Inexperienced users and those on a tight budget
Overall score
84%
If you can justify the price tag it's hard to fault Canon's new APS-C flagship. With class-leading image quality, fast operation and excellent handling the EOS 7D is everything a semi-pro model should be--and the excellent movie mode will be a welcome bonus to those that like their pictures to move. Arguably the best APS-C SLR on the market today.

Original Rating (November 2009): Highly Recommended
Click here to learn about the changes to our scoring system and what these numbers mean

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Comments

Total comments: 14
reanim888

I think that initially looking at the Canon 7D MK II’s specifications they might seem conservative, but as with the EOS 5D Mark III and the 1D X updates to these models were refined, with well measured features that met the needs of photographer in quality and reliability, rather than boasting headline hitting new technological advancements.

1 upvote
PolarbearsRme

I love this camera/disappointed in Canon/customer support/service. The 1st 7d I purchased had a pixel issue. Seems to be notorious in Canon lenses. My 1st PowerShot S2 IS had a pixel issue. I didn't realize was present until camera was out of warranty-had to fight like a dog to get them to replace it. My 7d SAME issue, issue found after first test shots I took in the store downloaded! Didn't want the store to send it back only to send a "fixed lens" I returned it, bought anothernew 7d, but still a problem. Once again found a mo after warranty when a little bracket inside the lens was detached from inside, only 1 screw was holding it in place, there was supposed to be 2 this bracket keeps the extension within the lens. A quality control issue that went unnoticed during manufacturing according to the camera guy that had to fix it but it didn't matter the damage to the focus computer chip inside had already been damaged & Canon refuses to do a thing about it par for the course.

0 upvotes
Joewho

I've just switched from Nikon to Canon and am completely lost, I shoot birds in flight a lot and cannot get my head around how to engage burst on the 7D, can't get built in flash to "raise it's ugly head" also how to change menu settings. Wish Canon had stuck to more universal icons and menu.
Despite all that was very impressed with fast focus on few single shots that I took
Could any one please help?

0 upvotes
Phil Hol

If you have a filter fitted to protect the lens try shooting without. After buying my 100-400 lens I returned to the shop after finding my images soft using a 7D. They tested my lens with a second one they had in the shop and agreed the first lens was faulty. When I got the second lens home I found it as poor as the first until I realized the second lens tested had not had a filter fitted when tested in the shop and I had transfered my filter to the second lens when I got home.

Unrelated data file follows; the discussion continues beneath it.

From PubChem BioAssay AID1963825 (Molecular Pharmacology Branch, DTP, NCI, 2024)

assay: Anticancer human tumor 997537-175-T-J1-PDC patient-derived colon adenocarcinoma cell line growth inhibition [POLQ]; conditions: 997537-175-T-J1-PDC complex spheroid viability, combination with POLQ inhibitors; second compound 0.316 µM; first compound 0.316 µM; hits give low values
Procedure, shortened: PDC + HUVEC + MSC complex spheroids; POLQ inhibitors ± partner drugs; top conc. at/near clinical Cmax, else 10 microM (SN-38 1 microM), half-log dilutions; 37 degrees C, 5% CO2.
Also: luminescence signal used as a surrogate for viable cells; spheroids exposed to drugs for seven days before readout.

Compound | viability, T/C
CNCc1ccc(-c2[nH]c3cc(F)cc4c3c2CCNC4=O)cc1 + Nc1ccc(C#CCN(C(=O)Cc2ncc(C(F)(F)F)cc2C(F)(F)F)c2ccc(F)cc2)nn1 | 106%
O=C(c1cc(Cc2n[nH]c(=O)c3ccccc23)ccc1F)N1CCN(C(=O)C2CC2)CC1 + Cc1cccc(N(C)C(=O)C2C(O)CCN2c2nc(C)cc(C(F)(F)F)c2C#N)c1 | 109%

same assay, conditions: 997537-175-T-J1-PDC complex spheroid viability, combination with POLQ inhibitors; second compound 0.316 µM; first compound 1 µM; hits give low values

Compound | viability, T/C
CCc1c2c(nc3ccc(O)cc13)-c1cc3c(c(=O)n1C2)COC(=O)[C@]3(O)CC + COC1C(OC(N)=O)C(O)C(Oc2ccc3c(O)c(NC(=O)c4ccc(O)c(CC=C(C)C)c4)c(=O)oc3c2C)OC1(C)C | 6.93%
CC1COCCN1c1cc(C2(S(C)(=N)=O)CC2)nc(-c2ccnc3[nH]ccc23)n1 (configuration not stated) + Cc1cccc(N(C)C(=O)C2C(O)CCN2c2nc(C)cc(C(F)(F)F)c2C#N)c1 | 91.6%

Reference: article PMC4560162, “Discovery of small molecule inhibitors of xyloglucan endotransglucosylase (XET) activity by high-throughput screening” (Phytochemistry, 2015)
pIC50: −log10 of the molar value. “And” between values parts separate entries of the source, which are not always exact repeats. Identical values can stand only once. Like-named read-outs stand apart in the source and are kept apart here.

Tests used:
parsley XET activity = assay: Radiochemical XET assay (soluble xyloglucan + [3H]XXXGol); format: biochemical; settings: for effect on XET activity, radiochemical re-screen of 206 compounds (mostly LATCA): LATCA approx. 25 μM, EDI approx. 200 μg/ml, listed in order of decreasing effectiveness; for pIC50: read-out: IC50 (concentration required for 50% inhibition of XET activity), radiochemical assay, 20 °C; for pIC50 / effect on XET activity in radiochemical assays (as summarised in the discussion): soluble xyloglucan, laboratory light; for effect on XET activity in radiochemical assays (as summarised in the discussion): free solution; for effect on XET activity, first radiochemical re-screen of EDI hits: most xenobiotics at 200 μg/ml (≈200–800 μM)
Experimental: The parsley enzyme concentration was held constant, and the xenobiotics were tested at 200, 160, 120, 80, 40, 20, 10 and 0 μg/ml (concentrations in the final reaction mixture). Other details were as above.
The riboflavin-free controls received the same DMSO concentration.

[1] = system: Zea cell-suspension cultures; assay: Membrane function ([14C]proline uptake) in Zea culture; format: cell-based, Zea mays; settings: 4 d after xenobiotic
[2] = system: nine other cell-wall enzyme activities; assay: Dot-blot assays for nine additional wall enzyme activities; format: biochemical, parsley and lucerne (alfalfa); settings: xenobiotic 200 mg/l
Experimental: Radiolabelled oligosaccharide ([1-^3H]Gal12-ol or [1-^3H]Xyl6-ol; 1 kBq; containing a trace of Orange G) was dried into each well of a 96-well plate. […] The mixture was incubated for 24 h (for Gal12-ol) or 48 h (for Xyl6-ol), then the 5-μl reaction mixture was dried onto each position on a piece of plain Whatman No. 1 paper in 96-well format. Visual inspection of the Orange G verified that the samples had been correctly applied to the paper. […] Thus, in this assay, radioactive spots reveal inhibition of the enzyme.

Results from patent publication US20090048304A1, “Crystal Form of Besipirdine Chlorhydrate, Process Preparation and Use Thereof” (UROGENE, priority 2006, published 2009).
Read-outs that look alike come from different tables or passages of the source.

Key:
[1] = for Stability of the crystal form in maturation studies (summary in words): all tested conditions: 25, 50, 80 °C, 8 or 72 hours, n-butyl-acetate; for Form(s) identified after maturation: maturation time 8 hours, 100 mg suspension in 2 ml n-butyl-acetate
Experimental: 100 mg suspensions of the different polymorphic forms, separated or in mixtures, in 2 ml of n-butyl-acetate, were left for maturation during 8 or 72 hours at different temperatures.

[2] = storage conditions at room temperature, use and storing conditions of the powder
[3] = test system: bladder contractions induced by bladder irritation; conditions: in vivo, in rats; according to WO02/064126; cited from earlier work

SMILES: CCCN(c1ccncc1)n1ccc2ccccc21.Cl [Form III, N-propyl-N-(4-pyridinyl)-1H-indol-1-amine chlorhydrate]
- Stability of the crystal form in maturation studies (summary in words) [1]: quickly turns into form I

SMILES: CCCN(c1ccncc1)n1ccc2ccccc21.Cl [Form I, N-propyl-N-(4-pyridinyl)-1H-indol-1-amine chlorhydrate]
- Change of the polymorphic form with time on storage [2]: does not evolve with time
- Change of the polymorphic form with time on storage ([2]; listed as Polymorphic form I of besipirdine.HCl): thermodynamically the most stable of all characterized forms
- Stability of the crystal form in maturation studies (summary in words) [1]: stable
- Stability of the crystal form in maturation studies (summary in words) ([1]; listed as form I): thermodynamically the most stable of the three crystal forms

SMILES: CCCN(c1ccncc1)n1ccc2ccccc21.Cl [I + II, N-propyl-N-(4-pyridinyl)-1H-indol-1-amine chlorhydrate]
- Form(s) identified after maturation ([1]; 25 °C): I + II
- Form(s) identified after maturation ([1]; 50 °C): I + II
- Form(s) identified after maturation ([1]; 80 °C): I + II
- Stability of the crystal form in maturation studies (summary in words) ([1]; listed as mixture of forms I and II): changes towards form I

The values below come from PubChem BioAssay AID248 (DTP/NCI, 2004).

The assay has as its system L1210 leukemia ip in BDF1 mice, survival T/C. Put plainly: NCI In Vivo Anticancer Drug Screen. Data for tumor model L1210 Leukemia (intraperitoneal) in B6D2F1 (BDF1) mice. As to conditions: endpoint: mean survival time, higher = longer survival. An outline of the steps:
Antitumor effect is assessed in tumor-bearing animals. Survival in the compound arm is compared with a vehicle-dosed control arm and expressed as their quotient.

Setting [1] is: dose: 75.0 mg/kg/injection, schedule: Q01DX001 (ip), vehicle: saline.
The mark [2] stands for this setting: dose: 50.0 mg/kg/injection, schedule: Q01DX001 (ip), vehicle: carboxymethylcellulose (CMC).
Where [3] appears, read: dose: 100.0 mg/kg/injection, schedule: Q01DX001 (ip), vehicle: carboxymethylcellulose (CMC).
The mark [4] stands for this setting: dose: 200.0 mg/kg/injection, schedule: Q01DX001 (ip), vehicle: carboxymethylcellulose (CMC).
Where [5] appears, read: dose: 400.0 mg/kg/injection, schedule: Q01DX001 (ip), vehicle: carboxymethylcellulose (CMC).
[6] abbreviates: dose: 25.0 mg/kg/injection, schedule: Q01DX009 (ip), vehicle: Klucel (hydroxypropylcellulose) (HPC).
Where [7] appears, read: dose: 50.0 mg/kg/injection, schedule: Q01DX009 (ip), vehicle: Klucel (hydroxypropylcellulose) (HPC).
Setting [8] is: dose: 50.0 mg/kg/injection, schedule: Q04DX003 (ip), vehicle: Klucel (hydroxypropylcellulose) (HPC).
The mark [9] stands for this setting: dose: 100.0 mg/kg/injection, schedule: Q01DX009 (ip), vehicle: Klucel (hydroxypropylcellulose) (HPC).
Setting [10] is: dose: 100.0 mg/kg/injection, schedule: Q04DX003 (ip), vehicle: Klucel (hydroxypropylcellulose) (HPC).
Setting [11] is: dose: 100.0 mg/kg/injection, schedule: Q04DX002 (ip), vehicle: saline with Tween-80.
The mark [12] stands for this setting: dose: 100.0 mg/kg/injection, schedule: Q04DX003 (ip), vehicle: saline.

Conclusion: I only use filters for effects and I have remove all my "protective filters" from my L lenses. Why spend hundreds of pounds on lenses just to add a piece of cheap glass on the front.

0 upvotes
Girish Madpuwar

I am 7D user and have noticed that my images are considerably soft. I mostly use canon 100-400L lens. Initially I thought that its problem with the way I use camera. I tried all possible things. Searched lot and found many discussion about AF problem with 7D. Can someone share their experience?
It seems 7D AF is not consistent although manual focus gives considerably crisp and sharp image.

Comment edited 45 seconds after posting
0 upvotes
Patcheye

I'm a wheelchair user and have gone for the 7D because of the increase in range when using a shorter lens over full frame which means though I often cannot get close I often achieve a useable image.

Live on the coast so to avoid problems re dust on the sensor from the beach I purchased a second one a few months back which says, I think, just how pleased I am with the product. Re low iso and noise, possibly because of high light levels from sea reflection and living in a flat open area I personally find no problems but using 2.8 lenses helps. Not professional but have had people use my stuff on their websites - so for my needs the 7D works well - Oh, and if like me you have poor dexterity you'll find the raised buttons really helpful even when wearing gloves.

Comment edited 1 minute after posting
0 upvotes
Ajaykdelhi

I have a 70D, am getting a used 7D at $ 800 next week, will provide a comprehensive review after that

0 upvotes
TahoeJohn

My Review of the Canon 7d as the owner of one for 1yr is this.I shoot Professionally and have used the 7d for just about 1yr.It is a bit bigger,heavier than my other EOS Canon's.Picture quality is top of the line.Video quality is top of the line.The Grain Factor when using the ISO at a higher number is compensated by a setting in the Menu so no problem.At 8fps continuous it stands above the others.Weather proof as well (Body only).Recently my Canon 7d was knocked over while mounted atop a 6ft tripod landing on solid asphalt.A little scratch on the body was all the damage it received.Though bigger and heavier the construction,function,image quality of this Camera is incredible.I shoot Landscape,Portrait,sports(MMA Fights) and everything in between.Canon went above and beyond with this model.A+ is the grade I give for this one.

0 upvotes
Shashank90

Which one is a better model 70d or 7d , I have read numerous reviews and seen plenty of videos, even though 70d is a much newer version I would like to know from some one who has used them side by side.

0 upvotes
Jostian

I think both are great, depends on your needs, the 7D is like a tank, the build quality is incredible, its AF is phenomenal (a cut above the 70D in terms of customization options), the 70D has slight advantage 2/3 of a stop at higher iso's, has wifi and touchscreen, the 7D has bigger and better OVF, and the 70D have awesome video capabilities. I played with both and went for the 7D (easy choice), the 70D felt like a toy and I didnt like the plasticky feel (compared to the 7D). Bit both are great, you'll enjoy either depending on your needs.

0 upvotes
EhXsan

what is max usable ISO on canon 7d?

1 upvote
PhotobyCarlos

www.photobycarlos.com all my pictures with 7d

2 upvotes
DreamRunnerPhotography

Checked your photos at photobycarlos.com. Really it was awesome :) Finally I decided to go for 7D after saw your website. Tnx !!!
please suggest me some good lenses which are more better for portrait & landscape shooting

0 upvotes
gjpuk

For potraits i use 5omm prime canon 1.8mm
for landscapes a sigma 10-20mm

0 upvotes
Total comments: 14